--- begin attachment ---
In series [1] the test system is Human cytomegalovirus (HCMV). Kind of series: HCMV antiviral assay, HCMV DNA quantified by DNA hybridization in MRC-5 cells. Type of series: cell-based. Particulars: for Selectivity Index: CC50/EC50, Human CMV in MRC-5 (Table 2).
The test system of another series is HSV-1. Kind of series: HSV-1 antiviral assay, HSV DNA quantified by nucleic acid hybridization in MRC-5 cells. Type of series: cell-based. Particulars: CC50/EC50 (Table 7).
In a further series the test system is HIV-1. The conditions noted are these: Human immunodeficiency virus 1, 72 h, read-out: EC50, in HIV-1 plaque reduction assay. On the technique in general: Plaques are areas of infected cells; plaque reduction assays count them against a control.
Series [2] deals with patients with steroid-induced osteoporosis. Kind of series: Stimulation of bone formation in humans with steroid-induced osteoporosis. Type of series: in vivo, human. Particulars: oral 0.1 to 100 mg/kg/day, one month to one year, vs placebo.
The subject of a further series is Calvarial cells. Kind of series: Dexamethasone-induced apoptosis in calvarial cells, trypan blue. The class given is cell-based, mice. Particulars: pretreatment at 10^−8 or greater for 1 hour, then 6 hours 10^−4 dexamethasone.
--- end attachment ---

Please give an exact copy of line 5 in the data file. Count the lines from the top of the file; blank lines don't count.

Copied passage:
The subject of a further series is Calvarial cells. Kind of series: Dexamethasone-induced apoptosis in calvarial cells, trypan blue. The class given is cell-based, mice. Particulars: pretreatment at 10^−8 or greater for 1 hour, then 6 hours 10^−4 dexamethasone.